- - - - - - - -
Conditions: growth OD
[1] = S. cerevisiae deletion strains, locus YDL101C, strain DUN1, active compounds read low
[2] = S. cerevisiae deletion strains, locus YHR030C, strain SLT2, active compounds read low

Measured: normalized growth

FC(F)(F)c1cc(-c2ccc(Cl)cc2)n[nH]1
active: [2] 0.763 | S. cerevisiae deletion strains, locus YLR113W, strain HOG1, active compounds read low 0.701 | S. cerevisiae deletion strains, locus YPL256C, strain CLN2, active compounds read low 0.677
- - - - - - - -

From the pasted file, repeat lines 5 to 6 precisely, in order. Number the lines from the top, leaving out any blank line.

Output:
FC(F)(F)c1cc(-c2ccc(Cl)cc2)n[nH]1
active: [2] 0.763 | S. cerevisiae deletion strains, locus YLR113W, strain HOG1, active compounds read low 0.701 | S. cerevisiae deletion strains, locus YPL256C, strain CLN2, active compounds read low 0.677